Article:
How I Lost 49 Pounds Without Counting Calories
June Weight Loss Weigh In
Confession: I tried out for the Biggest Loser. And to this day I’m convinced I was on the short list (y’all my papers went in the special drawer during auditions). But that season Rachel Frederickson who 100% fit my demographic went on to win the series with a jaw dropping and very controversial 60% loss in body weight. A final weigh in of just 105 pounds.
At the time I was engaged.
If I was single, I am certain I would have been on the show.
But now I’m more thankful than ever that I wasn’t. I was seriously obsessed with this show. And always impressed by the double digit losses week after week. Only to realize years later how insane the diet and exercise routine these contestants (or lab rats) were put through.
What they were doing was and is not sustainable.
When I was finally ready to say enough is enough (for real this time), I knew I had to go about it in a sustainable way.
From day one I haven’t counted calories or macros. And I only occasionally measure or weigh my food (just to put back into perspective what a true serving is).
I needed a lifestyle that I could maintain. And eating real food was THE ONLY way it felt realistic.
As a family we’ve done things that now are so routine it just feels like our life 6 months later. I meal plan every week. I grocery shop for what we need and limit bringing what we want into the house - especially if it is a trigger or an easy food to overindulge on. I’ve stopped drinking all soda. And I cook nearly every meal (that last one was the hardest to wrap my head around).
But we’ve come so far. Sure, the weight off is amazing, but it’s really only a part of the journey.
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Percentage of Body Fat Loss
A scale tells you how much gross weight you carry, but it can't tell you what type of tissue comprises that weight. Even if you have a healthy weight, your body fat levels might pose a health risk. A percentage of more than 30 percent for women, and 20 percent for men, makes it more likely for you to be vulnerable to the diseases that usually afflict people who are overweight or obese.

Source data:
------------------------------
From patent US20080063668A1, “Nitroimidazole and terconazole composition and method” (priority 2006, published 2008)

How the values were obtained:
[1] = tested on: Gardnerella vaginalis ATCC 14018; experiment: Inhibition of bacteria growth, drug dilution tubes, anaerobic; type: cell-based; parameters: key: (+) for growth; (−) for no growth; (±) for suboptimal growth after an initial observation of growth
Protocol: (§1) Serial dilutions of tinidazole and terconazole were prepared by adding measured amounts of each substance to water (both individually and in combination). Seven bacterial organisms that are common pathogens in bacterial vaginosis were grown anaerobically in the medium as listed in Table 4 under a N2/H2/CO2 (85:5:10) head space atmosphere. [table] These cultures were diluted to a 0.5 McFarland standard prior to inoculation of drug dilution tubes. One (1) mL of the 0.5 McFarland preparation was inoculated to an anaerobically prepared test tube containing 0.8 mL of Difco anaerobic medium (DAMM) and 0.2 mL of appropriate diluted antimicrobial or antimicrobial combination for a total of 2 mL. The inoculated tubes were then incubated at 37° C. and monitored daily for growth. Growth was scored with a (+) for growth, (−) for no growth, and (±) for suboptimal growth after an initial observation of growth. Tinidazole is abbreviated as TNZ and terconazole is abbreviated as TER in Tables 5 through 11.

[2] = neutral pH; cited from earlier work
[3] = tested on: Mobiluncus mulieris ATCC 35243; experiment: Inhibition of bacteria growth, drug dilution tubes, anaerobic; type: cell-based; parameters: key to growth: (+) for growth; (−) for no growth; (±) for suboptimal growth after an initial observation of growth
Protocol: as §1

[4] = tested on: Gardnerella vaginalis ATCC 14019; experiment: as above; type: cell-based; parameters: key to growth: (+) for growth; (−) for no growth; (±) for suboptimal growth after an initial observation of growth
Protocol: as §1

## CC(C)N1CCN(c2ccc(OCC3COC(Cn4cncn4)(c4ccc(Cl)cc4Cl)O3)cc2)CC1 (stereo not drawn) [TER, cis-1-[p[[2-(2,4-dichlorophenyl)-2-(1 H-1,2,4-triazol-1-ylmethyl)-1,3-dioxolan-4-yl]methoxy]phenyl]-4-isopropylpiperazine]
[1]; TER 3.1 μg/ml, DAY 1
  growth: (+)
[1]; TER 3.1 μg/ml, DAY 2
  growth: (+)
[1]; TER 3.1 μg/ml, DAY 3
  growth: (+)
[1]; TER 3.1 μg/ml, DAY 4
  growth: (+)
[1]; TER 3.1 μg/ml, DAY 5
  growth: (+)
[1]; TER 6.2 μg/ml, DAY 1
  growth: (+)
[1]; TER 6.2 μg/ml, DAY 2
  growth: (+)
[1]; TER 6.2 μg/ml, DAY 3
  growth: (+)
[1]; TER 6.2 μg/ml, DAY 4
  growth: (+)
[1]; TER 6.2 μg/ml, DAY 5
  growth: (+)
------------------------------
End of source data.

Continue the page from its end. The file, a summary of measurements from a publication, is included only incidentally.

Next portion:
Fit, healthy women generally have a body fat percentage of 21 to 24 percent, while men have 14 to 17 percent body fat.
Example: A 155-pound female who has a body fat percentage of 30% would have 46.5 pounds of fat tissue. The remaining 108.5 pounds of her body weight would be composed of water, blood, muscle, bone, nerves, skin, and other tissues.
Throughout our weight loss journey I’ve been measuring percentage of fat loss using bioelectrical impedance.
This method works by measuring the speed of an electrical current as it travels through your body. It is one of the least expensive methods of measuring body fat. It is less subject to human error than calipers, but its accuracy depends on a number of factors, including hydration, the fullness of the stomach, and how recently a person has exercised. If you are looking for a way to keep track of your body fat percentage at home, you can buy a bioelectrical impedance scale. Keep in mind though, that these scales are not always accurate and are probably better for monitoring changes in your body fat than giving you precise numbers.
With that in mind I’ve focused less on the day to day and more on the averages over time.
In 6-months I’ve lost 8% body fat, but overall 18% body weight.